And the gameplay is tense. Like classic Resident Evil games, ammo is scarce, and choosing when to fight is more important than how you fight. Zombies don’t die either, not unless you completely destroy the head, which takes a lot of bullets (which you don’t have) or a well-timed shotgun blast (which you should save for stronger enemies). Ideally you just want to shoot them enough until they fall down so you can get by. Ammo conservation and item management are key components of the game here, just like the original. The game is at its best when you can count your remaining bullets on one hand and you’re a long way from a safe room. The survival in survival horror is emphasized in Resident Evil 2. The horror doesn’t necessarily come from the monsters, but rather the harsh and oppressive atmosphere the game creates.

There’s still some traditional horror, though. For starters, the game is really dark. I’m talking pitch black here. Unless your flashlight is pointed directly at it, you can’t see it. It’s a clever way to recreate the limited visibility that came with fixed camera angles, and the lighting (or lack thereof) is incredibly atmospheric. You have to check the floor for any zombies laying around, and you have to check the walls and ceilings for lickers. There’s also an extremely detailed gore system. Jaws will come loose from faces, intestines will spill out of stomachs, and torsos will be ripped from legs. It’s disgustingly beautiful, and the incredibly detailed bodies strewn about RPD in the pale moonlight are mesmerizing in a messed up sort of way.

All of this is accompanied by excellent sound design. Music is seldom used in Resident Evil 2, save for the first time you enter a new area or a save room. Most of the time it’s eerily silent. You hear your footsteps echo through empty hallways, followed by distant groans of the undead. Rain and wind blowing in from broken windows create unsettling howls. The sounds in this game draw you into the nightmare, leaving you alone in deafening silence until you stumble across something, or something stumbles across you.

Sound also plays a big role in the game-wide cat and mouse game between you and Mr. X. While he only appeared in the B scenario in the original, Mr. X is present throughout the entirety of the remake. While you’re exploring RPD searching for items to solve puzzles, he’s exploring RPD searching for you. His footsteps are very loud and you can hear them rooms over. As you play Resident Evil 2, you’ll get more and more acquainted with the thud of his boots. Mr. X is relentless in chasing you, crashing through walls, lifting huge debris, and even following you into some areas you thought were safe like the RPD main hall. Some of my scariest moments with this game were with Mr. X, holding my breath and praying he walks by the room I’m hiding in, or trying to complete time sensitive actions knowing he’s just one room over.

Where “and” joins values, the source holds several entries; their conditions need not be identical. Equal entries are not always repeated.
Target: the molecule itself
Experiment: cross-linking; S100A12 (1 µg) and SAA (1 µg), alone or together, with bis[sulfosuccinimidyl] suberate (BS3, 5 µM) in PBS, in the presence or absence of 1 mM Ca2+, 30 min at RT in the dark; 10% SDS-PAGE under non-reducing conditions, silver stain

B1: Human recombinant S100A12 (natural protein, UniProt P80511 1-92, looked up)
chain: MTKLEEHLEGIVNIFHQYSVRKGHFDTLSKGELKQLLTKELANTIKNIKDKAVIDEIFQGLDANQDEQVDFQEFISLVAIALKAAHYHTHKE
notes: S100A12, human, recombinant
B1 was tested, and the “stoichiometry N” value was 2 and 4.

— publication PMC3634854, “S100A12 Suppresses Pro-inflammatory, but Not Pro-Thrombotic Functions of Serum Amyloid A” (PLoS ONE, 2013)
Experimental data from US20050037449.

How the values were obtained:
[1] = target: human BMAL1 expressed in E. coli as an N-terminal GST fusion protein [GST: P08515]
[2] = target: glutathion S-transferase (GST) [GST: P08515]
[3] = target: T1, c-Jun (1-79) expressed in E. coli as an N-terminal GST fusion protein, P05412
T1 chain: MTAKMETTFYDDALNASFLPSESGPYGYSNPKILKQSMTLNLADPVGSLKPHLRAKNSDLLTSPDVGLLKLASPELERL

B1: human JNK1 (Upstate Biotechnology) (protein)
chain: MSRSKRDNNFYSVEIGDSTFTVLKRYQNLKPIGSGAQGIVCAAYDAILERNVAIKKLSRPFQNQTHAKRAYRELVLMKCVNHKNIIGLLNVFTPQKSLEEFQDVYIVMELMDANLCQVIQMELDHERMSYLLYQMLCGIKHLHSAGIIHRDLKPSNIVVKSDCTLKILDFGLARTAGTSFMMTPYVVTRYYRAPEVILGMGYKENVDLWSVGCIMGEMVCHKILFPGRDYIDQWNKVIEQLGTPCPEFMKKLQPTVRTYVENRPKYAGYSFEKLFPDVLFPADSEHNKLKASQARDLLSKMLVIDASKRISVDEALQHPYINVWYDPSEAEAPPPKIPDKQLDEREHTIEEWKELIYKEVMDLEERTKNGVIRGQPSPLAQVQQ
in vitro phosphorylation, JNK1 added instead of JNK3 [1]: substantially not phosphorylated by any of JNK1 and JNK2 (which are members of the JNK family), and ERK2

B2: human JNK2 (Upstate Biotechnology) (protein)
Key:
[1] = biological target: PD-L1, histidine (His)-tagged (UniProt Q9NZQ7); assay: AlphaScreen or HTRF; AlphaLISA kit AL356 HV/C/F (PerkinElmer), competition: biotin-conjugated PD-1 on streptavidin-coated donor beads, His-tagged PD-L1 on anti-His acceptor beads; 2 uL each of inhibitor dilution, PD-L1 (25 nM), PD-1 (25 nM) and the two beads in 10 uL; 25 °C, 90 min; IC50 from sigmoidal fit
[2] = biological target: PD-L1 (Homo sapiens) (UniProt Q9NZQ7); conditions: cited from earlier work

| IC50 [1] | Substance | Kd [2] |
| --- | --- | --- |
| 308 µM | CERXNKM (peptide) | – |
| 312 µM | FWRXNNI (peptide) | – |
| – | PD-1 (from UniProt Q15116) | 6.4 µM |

Sometimes, though, Mr. X goes from frightening to frustrating very fast. Resident Evil 2 likes to throw him at you when you need to take time to be stationary and perform an action, like lifting a heavy object. At times like those, it felt less like I was evading a ruthless hunter and more like I was taking advantage of its somewhat limited AI to lure it away so I could move a bookshelf. Resident Evil 2 has a handful of moments that disrupt the pacing throughout both campaigns, but they’re small hiccups in the greater scheme of things.

After finishing the 2nd run, you’ll unlock the Fourth Survivor, an extra mode that tasks you with navigating through a challenging gauntlet of enemies with very limited resources. Once you clear Fourth Survivor (which is easier said than done), you’ll unlock the Tofu Survivor mode, which is essentially the same as Fourth Survivor except you play as Tofu and you only have a knife, so it’s much, much harder. There are also three bonus stories called Ghost Survivors releasing next month, so there’s plenty of Resident Evil 2 to go around

Resident Evil 2 is not simply an incredible remake of a classic horror game. It’s able to stand on its own and and adopt its own identity while still remaining true to the original. It takes the ideas first employed 20 years ago and molds them into a game that feels like it could’ve come out today. Resident Evil 2’s haunting atmosphere, stellar presentation, and wealth of content make it not only the best in the series, but one of the best survival horror games ever made.

Final Score: 9

Tetris Effect Review

The Tetris Effect is a phenomenon in which people who had been exposed to Tetris for a prolonged period of time began to see the game everywhere. They’d find themselves thinking about how things in the real world, like boxes on a store shelf, would fit together. They’d see falling tetrominoes when they’d close their eyes. They’d even have dreams about the game.